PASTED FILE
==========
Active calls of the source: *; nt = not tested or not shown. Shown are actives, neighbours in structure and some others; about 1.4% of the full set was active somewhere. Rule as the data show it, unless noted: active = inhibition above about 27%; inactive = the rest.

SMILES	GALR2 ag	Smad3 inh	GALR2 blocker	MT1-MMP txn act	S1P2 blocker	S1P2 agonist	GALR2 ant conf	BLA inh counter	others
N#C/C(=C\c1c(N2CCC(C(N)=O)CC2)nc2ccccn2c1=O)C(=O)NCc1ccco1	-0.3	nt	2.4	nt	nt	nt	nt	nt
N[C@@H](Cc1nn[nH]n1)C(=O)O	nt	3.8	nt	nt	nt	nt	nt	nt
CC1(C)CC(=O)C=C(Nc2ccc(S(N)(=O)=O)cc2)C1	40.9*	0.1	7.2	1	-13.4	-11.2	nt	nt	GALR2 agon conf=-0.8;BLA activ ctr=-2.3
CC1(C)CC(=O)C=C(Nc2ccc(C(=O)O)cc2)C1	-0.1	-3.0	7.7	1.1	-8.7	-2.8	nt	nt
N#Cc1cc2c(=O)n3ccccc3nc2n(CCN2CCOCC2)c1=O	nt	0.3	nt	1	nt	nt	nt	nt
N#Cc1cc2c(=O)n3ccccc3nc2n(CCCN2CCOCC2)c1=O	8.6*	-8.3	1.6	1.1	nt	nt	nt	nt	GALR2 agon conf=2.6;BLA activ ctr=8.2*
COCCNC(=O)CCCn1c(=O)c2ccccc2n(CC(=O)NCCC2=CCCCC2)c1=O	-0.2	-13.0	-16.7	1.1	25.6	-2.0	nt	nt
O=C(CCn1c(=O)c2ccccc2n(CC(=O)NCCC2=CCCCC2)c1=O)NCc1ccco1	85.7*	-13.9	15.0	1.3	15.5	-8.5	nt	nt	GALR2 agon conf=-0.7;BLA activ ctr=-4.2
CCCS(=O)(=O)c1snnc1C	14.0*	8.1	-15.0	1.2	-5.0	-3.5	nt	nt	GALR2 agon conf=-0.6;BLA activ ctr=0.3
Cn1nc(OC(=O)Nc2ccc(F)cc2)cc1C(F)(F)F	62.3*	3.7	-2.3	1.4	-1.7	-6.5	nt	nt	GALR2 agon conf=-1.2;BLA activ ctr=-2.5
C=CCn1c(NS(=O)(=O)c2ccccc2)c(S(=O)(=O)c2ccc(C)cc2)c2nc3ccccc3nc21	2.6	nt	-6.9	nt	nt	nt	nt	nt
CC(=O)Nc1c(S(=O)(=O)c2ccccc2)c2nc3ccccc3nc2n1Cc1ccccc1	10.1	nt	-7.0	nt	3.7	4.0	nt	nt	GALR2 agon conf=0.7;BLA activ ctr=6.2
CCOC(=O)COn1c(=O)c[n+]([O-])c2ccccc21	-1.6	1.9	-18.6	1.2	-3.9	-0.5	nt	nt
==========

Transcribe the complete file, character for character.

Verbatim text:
Active calls of the source: *; nt = not tested or not shown. Shown are actives, neighbours in structure and some others; about 1.4% of the full set was active somewhere. Rule as the data show it, unless noted: active = inhibition above about 27%; inactive = the rest.

SMILES	GALR2 ag	Smad3 inh	GALR2 blocker	MT1-MMP txn act	S1P2 blocker	S1P2 agonist	GALR2 ant conf	BLA inh counter	others
N#C/C(=C\c1c(N2CCC(C(N)=O)CC2)nc2ccccn2c1=O)C(=O)NCc1ccco1	-0.3	nt	2.4	nt	nt	nt	nt	nt
N[C@@H](Cc1nn[nH]n1)C(=O)O	nt	3.8	nt	nt	nt	nt	nt	nt
CC1(C)CC(=O)C=C(Nc2ccc(S(N)(=O)=O)cc2)C1	40.9*	0.1	7.2	1	-13.4	-11.2	nt	nt	GALR2 agon conf=-0.8;BLA activ ctr=-2.3
CC1(C)CC(=O)C=C(Nc2ccc(C(=O)O)cc2)C1	-0.1	-3.0	7.7	1.1	-8.7	-2.8	nt	nt
N#Cc1cc2c(=O)n3ccccc3nc2n(CCN2CCOCC2)c1=O	nt	0.3	nt	1	nt	nt	nt	nt
N#Cc1cc2c(=O)n3ccccc3nc2n(CCCN2CCOCC2)c1=O	8.6*	-8.3	1.6	1.1	nt	nt	nt	nt	GALR2 agon conf=2.6;BLA activ ctr=8.2*
COCCNC(=O)CCCn1c(=O)c2ccccc2n(CC(=O)NCCC2=CCCCC2)c1=O	-0.2	-13.0	-16.7	1.1	25.6	-2.0	nt	nt
O=C(CCn1c(=O)c2ccccc2n(CC(=O)NCCC2=CCCCC2)c1=O)NCc1ccco1	85.7*	-13.9	15.0	1.3	15.5	-8.5	nt	nt	GALR2 agon conf=-0.7;BLA activ ctr=-4.2
CCCS(=O)(=O)c1snnc1C	14.0*	8.1	-15.0	1.2	-5.0	-3.5	nt	nt	GALR2 agon conf=-0.6;BLA activ ctr=0.3
Cn1nc(OC(=O)Nc2ccc(F)cc2)cc1C(F)(F)F	62.3*	3.7	-2.3	1.4	-1.7	-6.5	nt	nt	GALR2 agon conf=-1.2;BLA activ ctr=-2.5
C=CCn1c(NS(=O)(=O)c2ccccc2)c(S(=O)(=O)c2ccc(C)cc2)c2nc3ccccc3nc21	2.6	nt	-6.9	nt	nt	nt	nt	nt
CC(=O)Nc1c(S(=O)(=O)c2ccccc2)c2nc3ccccc3nc2n1Cc1ccccc1	10.1	nt	-7.0	nt	3.7	4.0	nt	nt	GALR2 agon conf=0.7;BLA activ ctr=6.2
CCOC(=O)COn1c(=O)c[n+]([O-])c2ccccc21	-1.6	1.9	-18.6	1.2	-3.9	-0.5	nt	nt